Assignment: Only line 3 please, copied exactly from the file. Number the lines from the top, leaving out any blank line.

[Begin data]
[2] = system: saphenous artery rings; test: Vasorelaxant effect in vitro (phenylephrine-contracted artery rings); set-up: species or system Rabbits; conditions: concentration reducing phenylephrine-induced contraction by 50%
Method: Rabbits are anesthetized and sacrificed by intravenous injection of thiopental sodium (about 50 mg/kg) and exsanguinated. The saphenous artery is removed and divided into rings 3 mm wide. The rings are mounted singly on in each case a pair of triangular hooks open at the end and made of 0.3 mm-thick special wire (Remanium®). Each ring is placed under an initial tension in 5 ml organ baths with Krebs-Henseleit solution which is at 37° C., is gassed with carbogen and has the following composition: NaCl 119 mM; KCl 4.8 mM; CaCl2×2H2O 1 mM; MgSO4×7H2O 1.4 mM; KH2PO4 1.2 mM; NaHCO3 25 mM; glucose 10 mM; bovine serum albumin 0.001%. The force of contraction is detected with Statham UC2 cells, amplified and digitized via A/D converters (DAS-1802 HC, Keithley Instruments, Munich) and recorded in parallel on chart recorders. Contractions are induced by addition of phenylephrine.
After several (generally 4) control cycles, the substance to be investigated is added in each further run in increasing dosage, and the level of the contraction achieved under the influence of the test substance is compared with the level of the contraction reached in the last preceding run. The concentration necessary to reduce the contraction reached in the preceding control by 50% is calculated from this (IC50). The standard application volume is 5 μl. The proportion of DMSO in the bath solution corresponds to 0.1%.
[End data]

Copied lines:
After several (generally 4) control cycles, the substance to be investigated is added in each further run in increasing dosage, and the level of the contraction achieved under the influence of the test substance is compared with the level of the contraction reached in the last preceding run. The concentration necessary to reduce the contraction reached in the preceding control by 50% is calculated from this (IC50). The standard application volume is 5 μl. The proportion of DMSO in the bath solution corresponds to 0.1%.